By Lady Chatterley
Lady Chatterley writes of her frustration with the expression “happy wife happy life” and of the importance of being able to discuss marriage from all angles.
A few months ago at a wedding for a close friend, the groom’s father stood up and gave a genuinely warm and funny speech about the newlyweds that had the room in utter hysterics. At the end however, he turned to his son and, in the tradition of wedding speeches, offered his advice for a successful marriage. To paraphrase, his “advice” was something along the lines of the wife always being right, even when she’s wrong, followed by the tired cliché “happy wife happy life.” He then asked his son to put his hand on top of his new bride’s stating, “that’s the last time you’ll ever have the upper hand.” Hilarious. Or not.
I was reminded of this speech when I read Maggie Reyes’ piece on the Good Men Project about the 19 Things Happy Husbands do. Reyes wrote: “build on pieces of happy every day. And before you know it, you’ll have a happy life and a happy wife.” That saying again. Facepalm. Yes, it’s often used in jest (although admittedly not in this case). But that doesn’t make it any less irritating.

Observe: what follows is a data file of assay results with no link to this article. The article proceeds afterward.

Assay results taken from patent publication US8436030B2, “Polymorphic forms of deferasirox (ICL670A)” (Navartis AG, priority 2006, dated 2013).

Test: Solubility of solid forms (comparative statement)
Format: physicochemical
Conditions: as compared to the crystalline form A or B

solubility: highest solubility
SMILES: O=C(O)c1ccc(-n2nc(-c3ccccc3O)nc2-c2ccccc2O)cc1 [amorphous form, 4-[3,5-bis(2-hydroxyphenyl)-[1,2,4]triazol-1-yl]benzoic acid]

I wholeheartedly agree with the central idea in Reyes’ piece that it’s the little things that go a long way when it comes to enhancing a relationship. Listening. Displays of kindness. An unexpected gift, just because. I also agree with the sentiments expressed by many of the commenters that having a good relationship takes two. A number of people in the Good Men community felt that Reyes focusing on what men could do to make their wives happy, placed the responsibility for the success of their marriage squarely on them. In Reyes’ defense though, nowhere did she state that it doesn’t take two. Her article simply focused on and shared the feedback from the wives surveyed on her ModernMarried Facebook page about what makes them happy. The Good Men Project is, after all, a website with primarily male readership so focusing on advice to husbands is hardly unexpected. I do wonder however, whether Reyes’ use of the ‘happy wife happy life” expression distracted from her core message: that it’s the little things that count.